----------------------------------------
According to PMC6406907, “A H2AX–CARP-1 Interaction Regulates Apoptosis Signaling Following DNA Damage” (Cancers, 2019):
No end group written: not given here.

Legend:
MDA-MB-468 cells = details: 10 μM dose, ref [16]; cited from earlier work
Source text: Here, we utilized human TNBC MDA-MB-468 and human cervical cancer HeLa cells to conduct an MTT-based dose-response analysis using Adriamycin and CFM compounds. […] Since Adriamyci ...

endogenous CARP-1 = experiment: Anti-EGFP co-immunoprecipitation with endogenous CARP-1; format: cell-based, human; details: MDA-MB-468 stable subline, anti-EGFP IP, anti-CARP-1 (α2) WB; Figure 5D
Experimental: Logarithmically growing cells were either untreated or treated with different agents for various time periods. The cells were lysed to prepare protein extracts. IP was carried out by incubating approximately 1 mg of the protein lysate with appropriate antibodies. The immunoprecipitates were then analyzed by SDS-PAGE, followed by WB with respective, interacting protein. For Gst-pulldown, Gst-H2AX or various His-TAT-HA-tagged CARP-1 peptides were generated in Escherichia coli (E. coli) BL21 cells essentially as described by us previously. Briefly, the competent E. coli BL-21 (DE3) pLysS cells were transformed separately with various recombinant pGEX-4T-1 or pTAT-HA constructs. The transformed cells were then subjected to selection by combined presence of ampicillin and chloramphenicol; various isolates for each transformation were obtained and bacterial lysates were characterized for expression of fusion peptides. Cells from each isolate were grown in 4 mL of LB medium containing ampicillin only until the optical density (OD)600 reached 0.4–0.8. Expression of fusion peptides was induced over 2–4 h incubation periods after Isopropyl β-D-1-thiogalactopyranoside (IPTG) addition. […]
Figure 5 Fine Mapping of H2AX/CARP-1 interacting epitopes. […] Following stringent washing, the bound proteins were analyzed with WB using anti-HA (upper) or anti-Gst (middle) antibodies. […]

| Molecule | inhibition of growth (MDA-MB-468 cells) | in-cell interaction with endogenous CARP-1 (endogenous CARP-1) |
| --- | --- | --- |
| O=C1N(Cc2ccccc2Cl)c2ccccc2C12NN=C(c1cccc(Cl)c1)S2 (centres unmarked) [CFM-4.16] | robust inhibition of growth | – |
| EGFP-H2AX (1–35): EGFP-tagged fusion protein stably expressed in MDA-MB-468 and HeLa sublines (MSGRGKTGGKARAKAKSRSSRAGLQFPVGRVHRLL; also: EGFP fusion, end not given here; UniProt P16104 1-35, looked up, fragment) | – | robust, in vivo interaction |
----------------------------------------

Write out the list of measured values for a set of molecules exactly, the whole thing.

According to PMC6406907, “A H2AX–CARP-1 Interaction Regulates Apoptosis Signaling Following DNA Damage” (Cancers, 2019):
No end group written: not given here.

Legend:
MDA-MB-468 cells = details: 10 μM dose, ref [16]; cited from earlier work
Source text: Here, we utilized human TNBC MDA-MB-468 and human cervical cancer HeLa cells to conduct an MTT-based dose-response analysis using Adriamycin and CFM compounds. […] Since Adriamyci ...

endogenous CARP-1 = experiment: Anti-EGFP co-immunoprecipitation with endogenous CARP-1; format: cell-based, human; details: MDA-MB-468 stable subline, anti-EGFP IP, anti-CARP-1 (α2) WB; Figure 5D
Experimental: Logarithmically growing cells were either untreated or treated with different agents for various time periods. The cells were lysed to prepare protein extracts. IP was carried out by incubating approximately 1 mg of the protein lysate with appropriate antibodies. The immunoprecipitates were then analyzed by SDS-PAGE, followed by WB with respective, interacting protein. For Gst-pulldown, Gst-H2AX or various His-TAT-HA-tagged CARP-1 peptides were generated in Escherichia coli (E. coli) BL21 cells essentially as described by us previously. Briefly, the competent E. coli BL-21 (DE3) pLysS cells were transformed separately with various recombinant pGEX-4T-1 or pTAT-HA constructs. The transformed cells were then subjected to selection by combined presence of ampicillin and chloramphenicol; various isolates for each transformation were obtained and bacterial lysates were characterized for expression of fusion peptides. Cells from each isolate were grown in 4 mL of LB medium containing ampicillin only until the optical density (OD)600 reached 0.4–0.8. Expression of fusion peptides was induced over 2–4 h incubation periods after Isopropyl β-D-1-thiogalactopyranoside (IPTG) addition. […]
Figure 5 Fine Mapping of H2AX/CARP-1 interacting epitopes. […] Following stringent washing, the bound proteins were analyzed with WB using anti-HA (upper) or anti-Gst (middle) antibodies. […]

| Molecule | inhibition of growth (MDA-MB-468 cells) | in-cell interaction with endogenous CARP-1 (endogenous CARP-1) |
| --- | --- | --- |
| O=C1N(Cc2ccccc2Cl)c2ccccc2C12NN=C(c1cccc(Cl)c1)S2 (centres unmarked) [CFM-4.16] | robust inhibition of growth | – |
| EGFP-H2AX (1–35): EGFP-tagged fusion protein stably expressed in MDA-MB-468 and HeLa sublines (MSGRGKTGGKARAKAKSRSSRAGLQFPVGRVHRLL; also: EGFP fusion, end not given here; UniProt P16104 1-35, looked up, fragment) | – | robust, in vivo interaction |